That would make it pointless for a company to use tax havens, since taxes avoided in the haven would be collected at home.



The plan would also let countries tax part of the earnings of the 100 or so biggest multinationals when they do business in places where they have no physical presence, such as through internet retailing or advertising. The tax would only apply to a portion of profits above a profit margin of 10%.

In return, other countries would abolish their unilateral digital services taxes on U.S. tech giants such as Google, Facebook and Amazon. That would head off trade conflicts with Washington, which argues such taxes unfairly target U.S. companies.



Biden has staked a claim that the U.S. must join the global minimum tax in order to persuade other nations to do so. That would involve raising the current rate for foreign earnings from 10.5% to reflect the global minimum. His tax proposals are still being negotiated in Congress.

U.S. participation in the minimum tax deal is crucial, simply because so many multinationals are headquartered there – 28% of the 2,000 biggest global companies. Complete rejection of Biden’s global minimum proposal would seriously undermine the international deal.



Some developing countries and advocacy groups such as Oxfam and the UK-based Tax Justice Network say the 15% rate is too low. And although the global minimum would capture some $150 billion in new revenue for governments, most of it would go to rich countries because they are where many of the biggest multinationals are headquartered. Developing countries took part in the talks and all signed except for Nigeria, Kenya, Pakistan and Sri Lanka.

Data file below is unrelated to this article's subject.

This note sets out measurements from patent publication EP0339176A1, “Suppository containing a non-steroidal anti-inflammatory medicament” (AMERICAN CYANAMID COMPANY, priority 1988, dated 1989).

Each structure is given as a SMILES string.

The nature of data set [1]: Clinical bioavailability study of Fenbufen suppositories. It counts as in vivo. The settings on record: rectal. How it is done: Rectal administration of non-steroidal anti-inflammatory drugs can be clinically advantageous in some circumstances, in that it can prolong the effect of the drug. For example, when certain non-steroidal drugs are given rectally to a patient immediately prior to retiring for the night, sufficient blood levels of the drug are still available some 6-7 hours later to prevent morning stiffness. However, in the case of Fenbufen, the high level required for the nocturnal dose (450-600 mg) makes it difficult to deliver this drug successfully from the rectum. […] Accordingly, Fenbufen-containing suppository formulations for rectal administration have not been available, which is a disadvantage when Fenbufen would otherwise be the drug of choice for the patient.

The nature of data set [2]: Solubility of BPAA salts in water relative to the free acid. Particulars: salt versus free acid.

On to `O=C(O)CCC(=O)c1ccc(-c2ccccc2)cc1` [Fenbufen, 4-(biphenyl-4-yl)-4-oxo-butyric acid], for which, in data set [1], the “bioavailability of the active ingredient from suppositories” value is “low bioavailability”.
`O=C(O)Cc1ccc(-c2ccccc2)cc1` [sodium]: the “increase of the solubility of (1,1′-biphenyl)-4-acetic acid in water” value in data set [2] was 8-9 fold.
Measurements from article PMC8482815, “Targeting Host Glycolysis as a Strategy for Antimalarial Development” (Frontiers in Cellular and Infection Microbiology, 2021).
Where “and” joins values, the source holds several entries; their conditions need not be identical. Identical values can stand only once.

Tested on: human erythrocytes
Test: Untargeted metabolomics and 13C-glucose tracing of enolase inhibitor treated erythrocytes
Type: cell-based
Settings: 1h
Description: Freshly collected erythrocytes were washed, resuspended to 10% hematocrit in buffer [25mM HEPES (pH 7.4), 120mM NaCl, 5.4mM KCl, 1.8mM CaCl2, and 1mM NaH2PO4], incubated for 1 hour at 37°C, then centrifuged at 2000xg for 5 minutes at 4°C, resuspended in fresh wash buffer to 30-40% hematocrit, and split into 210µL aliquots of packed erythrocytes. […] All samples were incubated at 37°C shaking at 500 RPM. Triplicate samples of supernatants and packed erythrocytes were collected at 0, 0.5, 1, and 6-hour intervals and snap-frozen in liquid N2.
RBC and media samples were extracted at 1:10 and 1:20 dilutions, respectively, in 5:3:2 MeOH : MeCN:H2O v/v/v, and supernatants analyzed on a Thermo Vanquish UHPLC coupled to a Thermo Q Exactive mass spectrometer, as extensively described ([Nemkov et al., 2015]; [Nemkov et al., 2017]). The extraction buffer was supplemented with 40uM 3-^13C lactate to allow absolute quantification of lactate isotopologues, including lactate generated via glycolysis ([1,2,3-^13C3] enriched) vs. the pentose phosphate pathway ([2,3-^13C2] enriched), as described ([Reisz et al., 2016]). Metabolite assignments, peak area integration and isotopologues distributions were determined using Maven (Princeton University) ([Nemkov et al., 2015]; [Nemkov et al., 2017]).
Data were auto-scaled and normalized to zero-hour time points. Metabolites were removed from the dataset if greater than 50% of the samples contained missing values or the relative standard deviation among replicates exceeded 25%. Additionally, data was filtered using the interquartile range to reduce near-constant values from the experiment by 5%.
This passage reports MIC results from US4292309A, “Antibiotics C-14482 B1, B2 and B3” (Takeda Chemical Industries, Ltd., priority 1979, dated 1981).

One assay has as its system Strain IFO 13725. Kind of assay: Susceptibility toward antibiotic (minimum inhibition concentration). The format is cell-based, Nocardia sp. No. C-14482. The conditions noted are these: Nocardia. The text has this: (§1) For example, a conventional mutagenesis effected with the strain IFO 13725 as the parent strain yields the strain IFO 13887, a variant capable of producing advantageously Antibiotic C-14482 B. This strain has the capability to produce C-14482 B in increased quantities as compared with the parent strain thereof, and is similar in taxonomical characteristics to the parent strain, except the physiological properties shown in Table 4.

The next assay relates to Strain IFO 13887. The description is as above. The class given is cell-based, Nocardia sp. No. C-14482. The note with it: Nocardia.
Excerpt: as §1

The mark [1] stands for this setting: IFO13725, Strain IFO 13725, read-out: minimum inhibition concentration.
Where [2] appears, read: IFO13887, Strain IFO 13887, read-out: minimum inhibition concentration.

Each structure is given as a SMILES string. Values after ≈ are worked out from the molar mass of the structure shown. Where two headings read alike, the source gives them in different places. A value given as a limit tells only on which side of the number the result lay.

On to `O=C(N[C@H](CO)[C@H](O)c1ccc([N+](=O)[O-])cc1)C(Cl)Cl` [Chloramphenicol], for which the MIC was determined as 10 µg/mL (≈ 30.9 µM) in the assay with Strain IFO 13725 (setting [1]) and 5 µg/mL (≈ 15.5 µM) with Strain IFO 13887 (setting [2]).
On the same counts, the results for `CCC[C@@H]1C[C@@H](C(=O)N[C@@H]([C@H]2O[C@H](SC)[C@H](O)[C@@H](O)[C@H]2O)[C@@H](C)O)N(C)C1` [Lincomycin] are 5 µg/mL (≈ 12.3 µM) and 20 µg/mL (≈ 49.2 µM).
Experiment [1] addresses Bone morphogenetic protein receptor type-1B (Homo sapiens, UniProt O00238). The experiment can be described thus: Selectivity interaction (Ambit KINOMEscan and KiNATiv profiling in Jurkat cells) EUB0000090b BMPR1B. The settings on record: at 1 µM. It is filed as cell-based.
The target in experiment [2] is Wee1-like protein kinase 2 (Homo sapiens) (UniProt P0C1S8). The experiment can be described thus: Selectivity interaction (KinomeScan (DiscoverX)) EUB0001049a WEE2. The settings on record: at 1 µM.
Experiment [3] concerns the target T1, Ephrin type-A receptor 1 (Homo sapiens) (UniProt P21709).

U.S. critics including Republican leaders and some business groups say the proposed minimum tax would make America less competitive and potentially cost jobs, a sign that the key is to get passage from other nations so the U.S. is not disadvantaged.



The EU Tax Observatory research consortium cautions that exemptions for companies with actual assets and employees in a given country could “exacerbate tax competition by giving firms incentives to move real activity to tax havens.”

That means some tax competition among countries would still be possible when actual business operations – as opposed to shifty accounting – are involved.



Backing from the G-20 leaders completes a yearslong process of negotiation. Once approval is reflected in the summit's final statement, expected Sunday, implementation then moves to the individual nations.

The tax on earnings where companies have no physical presence would require countries to sign on to an intergovernmental agreement in 2022, with implementation in 2023. The global minimum could be applied by individual countries using model rules developed by the OECD. If the U.S. and European countries where most multinationals are headquartered legislate such minimums, that would have much of the intended effect, even if some tax havens don't.

This article is by the Associated Press. AP writer Joshua Boak in Washington contributed to this report.